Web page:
“Have you gained weight?” I remember being 15 years old and hearing my father ask me this as I sat down my messenger bag full of that weekend’s homework assignments. I honestly do not even remember my response, but what I do remember is the pit that formed in my stomach and the internal thought, “It’s true, I really do look heavier,” that restlessly paced through my brain.

My dear dad is not the meek and mild type. No, he shoots straight with his words in the same way he does with a rifle in his hands and his eye on the bullseye. He had no intention of making me feel insecure but, after all, I was his only girl smashed between two boys and he was learning as he went. As a competitive high school cross country and track athlete, I was mortified by the changes in my body.

To me they meant slower times and a deviation from what I thought my body needed to look like to be successful as an athlete. I had no idea what was happening to my body and it seemed my dad didn’t have a clue either. It felt like things would never get better.

Female adolescent development can be a breeding ground for body image issues and disordered eating. I think it is easy to overlook the significant changes that the body experiences. Think about a puppy. Watching a puppy grow taller and stronger into mature form is amazing. So much changes in such a short amount of time that friends and family can’t help but remark, “You have gotten so big! What a good dog!” When a young girl begins to change into a woman, the internal and external feedback is usually less positive and often uncomfortable.

There is no set script for what to expect during adolescence. The timing of development, body changes, mood swings, and onset of the menstrual cycle can look a little different for each child. In healthy development, we understand these changes will occur, but the timing and extent of change is left relatively uncertain. Here are a few ways that you can help support your daughter during this stage of her life.

  1. Remind her it is healthy and normal. Development changes are a good sign! It means the body is doing exactly what it was designed to do, even though the changes seem overwhelming and uncomfortable at times. Reminding your daughter that she will reach a place where she feels comfortable and adjusted to her body changes will encourage her of the fact that this stage will not last forever.
  2. Remind her that the female body can become stronger, faster, and more powerful through the early 30s. It would have been so nice to understand this at 15. Take a survey of the ages of some of the most competitive female Olympic athletes and you will find that many of them are in their mid 20s through 30s. Encourage your child that with adequate sleep and nutrition, their body will be better yet on the other side of adolescence.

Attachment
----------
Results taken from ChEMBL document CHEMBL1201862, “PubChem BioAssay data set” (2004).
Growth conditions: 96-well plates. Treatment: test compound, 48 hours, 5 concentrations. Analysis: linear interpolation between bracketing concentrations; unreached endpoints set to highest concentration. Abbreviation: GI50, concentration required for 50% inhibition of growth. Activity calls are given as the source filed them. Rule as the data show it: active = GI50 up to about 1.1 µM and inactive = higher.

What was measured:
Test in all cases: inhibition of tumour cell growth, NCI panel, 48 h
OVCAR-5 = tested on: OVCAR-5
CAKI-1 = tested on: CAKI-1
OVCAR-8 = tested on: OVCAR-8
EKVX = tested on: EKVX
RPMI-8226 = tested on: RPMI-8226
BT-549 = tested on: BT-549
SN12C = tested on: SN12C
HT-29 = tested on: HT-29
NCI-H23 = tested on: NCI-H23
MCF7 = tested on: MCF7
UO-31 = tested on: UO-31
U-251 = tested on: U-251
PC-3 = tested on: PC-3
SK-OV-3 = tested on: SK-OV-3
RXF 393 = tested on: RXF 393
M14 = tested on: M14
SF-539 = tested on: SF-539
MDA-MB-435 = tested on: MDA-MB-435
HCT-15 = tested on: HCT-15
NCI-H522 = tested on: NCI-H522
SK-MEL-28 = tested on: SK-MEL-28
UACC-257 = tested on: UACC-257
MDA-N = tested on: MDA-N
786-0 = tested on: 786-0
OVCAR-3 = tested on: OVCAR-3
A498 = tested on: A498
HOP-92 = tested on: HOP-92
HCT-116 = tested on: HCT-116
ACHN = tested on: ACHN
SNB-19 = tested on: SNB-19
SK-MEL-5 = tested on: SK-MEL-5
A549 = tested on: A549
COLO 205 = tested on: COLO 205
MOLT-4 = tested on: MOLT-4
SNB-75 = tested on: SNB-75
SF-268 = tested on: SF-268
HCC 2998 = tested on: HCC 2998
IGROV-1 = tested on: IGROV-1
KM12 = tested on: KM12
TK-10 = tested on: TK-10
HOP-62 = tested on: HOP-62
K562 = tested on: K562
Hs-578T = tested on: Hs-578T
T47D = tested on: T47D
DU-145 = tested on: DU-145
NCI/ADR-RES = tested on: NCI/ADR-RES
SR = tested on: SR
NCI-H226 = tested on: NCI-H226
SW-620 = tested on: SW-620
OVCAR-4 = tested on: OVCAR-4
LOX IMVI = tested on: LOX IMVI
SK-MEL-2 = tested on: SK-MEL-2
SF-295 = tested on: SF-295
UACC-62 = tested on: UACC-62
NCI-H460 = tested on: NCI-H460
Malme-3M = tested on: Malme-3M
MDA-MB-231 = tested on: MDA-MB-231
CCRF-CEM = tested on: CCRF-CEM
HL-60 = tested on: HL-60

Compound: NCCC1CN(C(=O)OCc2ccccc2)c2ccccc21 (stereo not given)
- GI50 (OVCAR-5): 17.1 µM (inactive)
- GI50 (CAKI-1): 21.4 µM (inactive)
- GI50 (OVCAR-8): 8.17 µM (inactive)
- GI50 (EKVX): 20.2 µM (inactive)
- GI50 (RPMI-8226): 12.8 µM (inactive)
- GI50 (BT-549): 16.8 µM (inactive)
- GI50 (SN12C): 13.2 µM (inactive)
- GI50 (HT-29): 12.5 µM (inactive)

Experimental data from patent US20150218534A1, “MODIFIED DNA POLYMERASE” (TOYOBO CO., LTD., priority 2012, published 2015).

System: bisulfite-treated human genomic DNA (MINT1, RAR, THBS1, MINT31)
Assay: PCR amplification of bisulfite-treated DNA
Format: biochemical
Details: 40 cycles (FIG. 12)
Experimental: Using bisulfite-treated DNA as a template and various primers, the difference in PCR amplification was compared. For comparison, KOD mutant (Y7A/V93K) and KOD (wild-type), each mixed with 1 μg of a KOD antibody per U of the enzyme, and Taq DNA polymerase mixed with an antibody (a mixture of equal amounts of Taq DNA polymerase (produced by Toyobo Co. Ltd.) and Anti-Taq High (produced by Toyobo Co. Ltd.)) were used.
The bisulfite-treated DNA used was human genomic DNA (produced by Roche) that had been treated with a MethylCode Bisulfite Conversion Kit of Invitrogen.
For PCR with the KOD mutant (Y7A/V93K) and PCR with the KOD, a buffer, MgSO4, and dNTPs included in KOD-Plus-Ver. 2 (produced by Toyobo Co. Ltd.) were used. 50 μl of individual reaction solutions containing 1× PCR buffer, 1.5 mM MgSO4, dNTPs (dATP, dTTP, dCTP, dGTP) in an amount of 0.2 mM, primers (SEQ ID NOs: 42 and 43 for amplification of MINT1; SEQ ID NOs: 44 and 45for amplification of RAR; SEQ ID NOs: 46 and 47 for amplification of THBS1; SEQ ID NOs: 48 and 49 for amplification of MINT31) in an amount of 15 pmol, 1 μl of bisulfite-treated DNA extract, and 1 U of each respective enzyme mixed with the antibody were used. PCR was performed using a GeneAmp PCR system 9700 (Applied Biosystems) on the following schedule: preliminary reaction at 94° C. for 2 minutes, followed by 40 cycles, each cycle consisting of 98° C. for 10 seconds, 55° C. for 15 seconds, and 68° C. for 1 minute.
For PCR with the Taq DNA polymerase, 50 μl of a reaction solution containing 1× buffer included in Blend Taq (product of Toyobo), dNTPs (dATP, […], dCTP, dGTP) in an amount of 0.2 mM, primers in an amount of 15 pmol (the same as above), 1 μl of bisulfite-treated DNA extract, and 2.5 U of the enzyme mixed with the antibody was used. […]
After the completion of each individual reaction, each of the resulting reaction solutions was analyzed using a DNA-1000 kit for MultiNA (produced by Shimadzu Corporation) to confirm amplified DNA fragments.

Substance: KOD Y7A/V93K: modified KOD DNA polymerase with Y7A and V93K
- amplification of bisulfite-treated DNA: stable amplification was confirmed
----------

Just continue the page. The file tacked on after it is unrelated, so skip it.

3. Remind her that the heart and integrity of a person can always be made stronger all throughout life, but the body will change through the lifespan and its capabilities will shift with age. There is no shortage of opportunities for comparison. It is all too easy to get sucked into chasing after a perceived physical ideal as a means to increase self-confidence. Parents should 100% support the development of healthy self-care habits in their teens while also affirming the ways they show integrity, character, and hard work. The young woman who feels insecure about her body needs to hear that her value as a person is much deeper than her physical appearance.
  4. Don’t panic. Weight gain during adolescence happens. Like my dad, sometimes parents are not sure where the line is between the normal body development changes and unhealthy weight gain. If you are concerned that your child is not adjusting as well due to a lack of physical activity or unhealthy eating, consider how to increase healthy habits for the whole family, rather than focusing on body size. Go on family hikes, support your child in trying a new sport of interest or hobby involving physical activity, and seek to fill your pantry and refrigerator with healthy options for everyone to try. Make nutritious, balanced meals, invite your kids to have input in healthy meal ideas they would like to try, limit screen time, and, if you have a dog, encourage the kids to take turns walking the pet each day. Emphasize the value of exercise and proper nutrition for overall health, improved sleep, energy supply, improved mood, and long-term health. Healthy comes in many sizes. If healthy behaviors are present and no other medical concerns exist, your child is on the right path!

My dad didn’t always say the right thing, but he also praised me for my strength, my will to go after any goal I set my mind to. He praised my desire to work hard and be disciplined. Many of those messages I heard from him helped me to push through adversity because I knew he believed I was tough enough to get to the other side.

As a parent, you do not have to be perfect to raise a confident daughter, but there is always room to get a little better. Supporting your daughter through adolescence means reminding her that her value and beauty is more than skin deep. It never hurts to invite your child to talk about what they are experiencing. Listen well and remind her that while developmental discomfort is normal, it isn’t easy. Affirm the character traits you see in your child that are positive.

The internal world creates the scene for what becomes our external experience. Last, acknowledge your own perceptions about body size and consider how those perceptions may be shaping your expectations for your child. Growing up in a house full of athletes, my parent’s view of “healthy” was largely shaped by their lens of being highly competitive athletes themselves. While the apple often doesn’t fall far from the tree, seek to let your encouragement of healthy habits be greater than your encouragement of obtaining a certain weight or shape.